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Autism Welcoming Featured Partner
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Help support families caring for loved ones with autism.
Provide families with information, education, and support. Plan programs and events that will aid those families. Increase public awareness, acceptance, and action around autism.
It all started in a church basement in MetroWest Boston, back in 1993, when a group of six families, all with children diagnosed on the autism spectrum, gathered to try and wrap their heads around their diagnoses. The families supported one another, sharing vital resources including doctors, teachers, and therapies. At that time, rates of autism were believed to be one in every 10,000 births and the internet was not part of everyday lives. Resources surrounding autism were not easily accessible.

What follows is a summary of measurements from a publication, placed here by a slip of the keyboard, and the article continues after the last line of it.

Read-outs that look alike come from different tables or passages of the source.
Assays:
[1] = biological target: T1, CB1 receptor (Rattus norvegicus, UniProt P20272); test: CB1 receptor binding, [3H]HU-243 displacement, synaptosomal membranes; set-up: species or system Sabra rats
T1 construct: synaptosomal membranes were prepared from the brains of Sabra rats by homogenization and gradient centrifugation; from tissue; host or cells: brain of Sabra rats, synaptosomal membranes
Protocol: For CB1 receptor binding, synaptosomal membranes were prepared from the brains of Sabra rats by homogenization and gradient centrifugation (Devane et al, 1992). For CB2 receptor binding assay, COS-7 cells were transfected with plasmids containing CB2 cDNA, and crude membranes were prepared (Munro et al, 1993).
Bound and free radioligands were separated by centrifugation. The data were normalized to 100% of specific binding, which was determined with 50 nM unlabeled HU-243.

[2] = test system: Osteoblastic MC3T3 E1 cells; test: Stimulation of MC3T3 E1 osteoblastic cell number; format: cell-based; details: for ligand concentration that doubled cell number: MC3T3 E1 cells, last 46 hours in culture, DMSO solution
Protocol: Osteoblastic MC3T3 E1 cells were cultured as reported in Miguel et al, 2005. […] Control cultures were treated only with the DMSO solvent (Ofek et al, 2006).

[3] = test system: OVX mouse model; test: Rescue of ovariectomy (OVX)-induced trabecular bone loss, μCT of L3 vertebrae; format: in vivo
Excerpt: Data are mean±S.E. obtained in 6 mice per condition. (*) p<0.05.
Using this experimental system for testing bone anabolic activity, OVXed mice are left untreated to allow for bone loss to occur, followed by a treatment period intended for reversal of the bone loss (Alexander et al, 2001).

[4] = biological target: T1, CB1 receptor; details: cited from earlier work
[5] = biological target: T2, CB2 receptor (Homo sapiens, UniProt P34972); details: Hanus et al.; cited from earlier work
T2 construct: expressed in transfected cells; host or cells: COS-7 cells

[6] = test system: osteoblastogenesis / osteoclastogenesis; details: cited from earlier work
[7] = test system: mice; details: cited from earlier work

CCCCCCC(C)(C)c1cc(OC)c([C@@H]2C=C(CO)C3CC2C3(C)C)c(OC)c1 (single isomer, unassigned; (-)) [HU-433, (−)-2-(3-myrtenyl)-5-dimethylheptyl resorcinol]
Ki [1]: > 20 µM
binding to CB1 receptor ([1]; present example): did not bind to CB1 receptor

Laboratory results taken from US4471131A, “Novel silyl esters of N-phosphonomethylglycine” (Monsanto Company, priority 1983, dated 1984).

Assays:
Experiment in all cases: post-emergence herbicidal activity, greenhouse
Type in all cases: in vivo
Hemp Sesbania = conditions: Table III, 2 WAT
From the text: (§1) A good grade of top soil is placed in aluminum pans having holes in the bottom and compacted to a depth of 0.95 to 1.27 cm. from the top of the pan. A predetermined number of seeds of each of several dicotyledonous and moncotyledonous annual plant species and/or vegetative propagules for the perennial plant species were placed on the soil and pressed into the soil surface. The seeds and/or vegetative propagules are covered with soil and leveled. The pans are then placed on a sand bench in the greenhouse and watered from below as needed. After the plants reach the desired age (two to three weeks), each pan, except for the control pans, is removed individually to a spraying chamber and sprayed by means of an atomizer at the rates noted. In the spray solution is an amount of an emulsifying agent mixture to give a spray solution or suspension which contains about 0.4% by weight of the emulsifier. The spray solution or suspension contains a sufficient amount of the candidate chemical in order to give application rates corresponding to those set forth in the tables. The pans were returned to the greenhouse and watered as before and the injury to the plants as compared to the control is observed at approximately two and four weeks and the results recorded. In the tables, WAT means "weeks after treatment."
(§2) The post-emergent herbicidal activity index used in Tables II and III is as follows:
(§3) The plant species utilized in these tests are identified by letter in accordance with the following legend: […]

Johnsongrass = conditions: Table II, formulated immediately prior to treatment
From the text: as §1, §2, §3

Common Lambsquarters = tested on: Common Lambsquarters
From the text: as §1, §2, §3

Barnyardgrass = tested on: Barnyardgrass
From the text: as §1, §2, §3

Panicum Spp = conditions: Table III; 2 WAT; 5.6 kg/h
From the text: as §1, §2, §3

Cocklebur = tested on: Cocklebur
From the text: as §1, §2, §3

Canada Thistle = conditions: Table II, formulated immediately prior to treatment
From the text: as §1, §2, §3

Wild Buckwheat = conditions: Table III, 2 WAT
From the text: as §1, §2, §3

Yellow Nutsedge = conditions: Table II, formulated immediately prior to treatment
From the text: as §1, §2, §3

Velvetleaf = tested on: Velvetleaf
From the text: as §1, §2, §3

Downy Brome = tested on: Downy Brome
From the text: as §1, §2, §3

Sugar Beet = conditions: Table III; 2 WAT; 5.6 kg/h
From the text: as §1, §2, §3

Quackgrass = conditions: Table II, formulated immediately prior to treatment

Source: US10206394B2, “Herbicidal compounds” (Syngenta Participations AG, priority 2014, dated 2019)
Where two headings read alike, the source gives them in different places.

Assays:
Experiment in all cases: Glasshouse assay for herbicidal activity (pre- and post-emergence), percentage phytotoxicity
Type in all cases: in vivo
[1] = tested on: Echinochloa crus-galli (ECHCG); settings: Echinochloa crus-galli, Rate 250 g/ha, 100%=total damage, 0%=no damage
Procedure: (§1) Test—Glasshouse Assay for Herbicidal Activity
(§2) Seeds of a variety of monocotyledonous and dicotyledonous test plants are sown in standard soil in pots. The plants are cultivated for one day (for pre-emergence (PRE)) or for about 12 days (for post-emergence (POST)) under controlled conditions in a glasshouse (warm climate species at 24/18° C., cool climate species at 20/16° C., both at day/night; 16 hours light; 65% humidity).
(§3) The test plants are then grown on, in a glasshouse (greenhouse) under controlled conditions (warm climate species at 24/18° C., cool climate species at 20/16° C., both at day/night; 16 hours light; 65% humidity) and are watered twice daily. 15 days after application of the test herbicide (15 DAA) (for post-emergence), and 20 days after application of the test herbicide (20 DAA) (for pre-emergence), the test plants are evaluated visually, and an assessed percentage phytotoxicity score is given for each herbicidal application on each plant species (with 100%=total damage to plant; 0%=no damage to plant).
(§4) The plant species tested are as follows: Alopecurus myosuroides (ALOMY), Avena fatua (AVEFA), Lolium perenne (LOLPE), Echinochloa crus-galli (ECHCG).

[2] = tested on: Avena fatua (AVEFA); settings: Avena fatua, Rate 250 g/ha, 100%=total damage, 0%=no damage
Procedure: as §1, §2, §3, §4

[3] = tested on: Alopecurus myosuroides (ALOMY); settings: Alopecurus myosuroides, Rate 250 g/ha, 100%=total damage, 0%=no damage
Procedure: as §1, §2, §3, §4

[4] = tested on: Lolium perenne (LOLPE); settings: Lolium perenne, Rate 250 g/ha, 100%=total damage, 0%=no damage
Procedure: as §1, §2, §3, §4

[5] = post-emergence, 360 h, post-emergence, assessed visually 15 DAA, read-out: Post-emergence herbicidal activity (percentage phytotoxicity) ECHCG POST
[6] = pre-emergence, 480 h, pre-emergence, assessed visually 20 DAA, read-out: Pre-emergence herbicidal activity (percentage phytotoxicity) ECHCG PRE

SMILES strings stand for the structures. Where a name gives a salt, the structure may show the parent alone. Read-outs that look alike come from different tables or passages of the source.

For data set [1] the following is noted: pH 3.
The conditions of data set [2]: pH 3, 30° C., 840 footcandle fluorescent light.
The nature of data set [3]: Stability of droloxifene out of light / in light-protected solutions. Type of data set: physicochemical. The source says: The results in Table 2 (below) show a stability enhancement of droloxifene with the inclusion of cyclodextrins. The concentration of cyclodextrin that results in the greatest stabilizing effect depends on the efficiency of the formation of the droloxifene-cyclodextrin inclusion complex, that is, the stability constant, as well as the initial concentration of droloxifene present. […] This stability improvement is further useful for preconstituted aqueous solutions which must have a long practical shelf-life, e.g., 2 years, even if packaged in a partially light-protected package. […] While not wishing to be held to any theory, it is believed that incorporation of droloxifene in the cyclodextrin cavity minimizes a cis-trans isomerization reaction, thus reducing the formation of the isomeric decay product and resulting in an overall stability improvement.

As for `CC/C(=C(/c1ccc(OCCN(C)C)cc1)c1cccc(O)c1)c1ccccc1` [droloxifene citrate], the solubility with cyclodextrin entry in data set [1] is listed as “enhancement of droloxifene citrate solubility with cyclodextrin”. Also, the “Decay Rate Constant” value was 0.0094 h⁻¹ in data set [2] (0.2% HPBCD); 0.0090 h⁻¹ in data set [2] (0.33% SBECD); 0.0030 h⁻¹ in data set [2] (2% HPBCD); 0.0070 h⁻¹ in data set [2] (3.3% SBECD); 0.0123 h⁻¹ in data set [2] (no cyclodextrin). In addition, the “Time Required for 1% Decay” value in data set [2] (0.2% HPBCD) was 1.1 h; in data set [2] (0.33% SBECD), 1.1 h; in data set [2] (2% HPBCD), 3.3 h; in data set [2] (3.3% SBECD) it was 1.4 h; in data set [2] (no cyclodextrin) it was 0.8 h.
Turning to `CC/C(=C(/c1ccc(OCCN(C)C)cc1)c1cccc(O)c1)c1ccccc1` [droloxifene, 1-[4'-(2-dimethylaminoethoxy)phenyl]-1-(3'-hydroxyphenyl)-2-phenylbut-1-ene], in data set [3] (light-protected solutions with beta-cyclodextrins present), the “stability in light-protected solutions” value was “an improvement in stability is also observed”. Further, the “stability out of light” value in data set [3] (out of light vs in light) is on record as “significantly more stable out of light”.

The group found great value in the support and guidance they provided one another. Furthermore, they did not want other families repeating the experiences they had already endured. Fueled by this desire to make a difficult path easier for others, they transformed from a small, informal support network into a non-profit organization. The group quickly grew from six members to sixty and became known as The Family Voice. With a shoestring budget granted by the Department of Developmental Services, the volunteer-run organization set up a small office space. They designed programs such as SibShop (for siblings of children with autism), support groups, Sunday gym programs, music programs, newcomers’ packets, and a lending library. In 1998, The Family Voice became The Autism Alliance of MetroWest. The organization partnered with Natick’s Morse Institute Library, which provided a permanent home for the resource center. By 2003, The Autism Alliance had attained official non-profit status and had grown its roster to approximately 300 area families.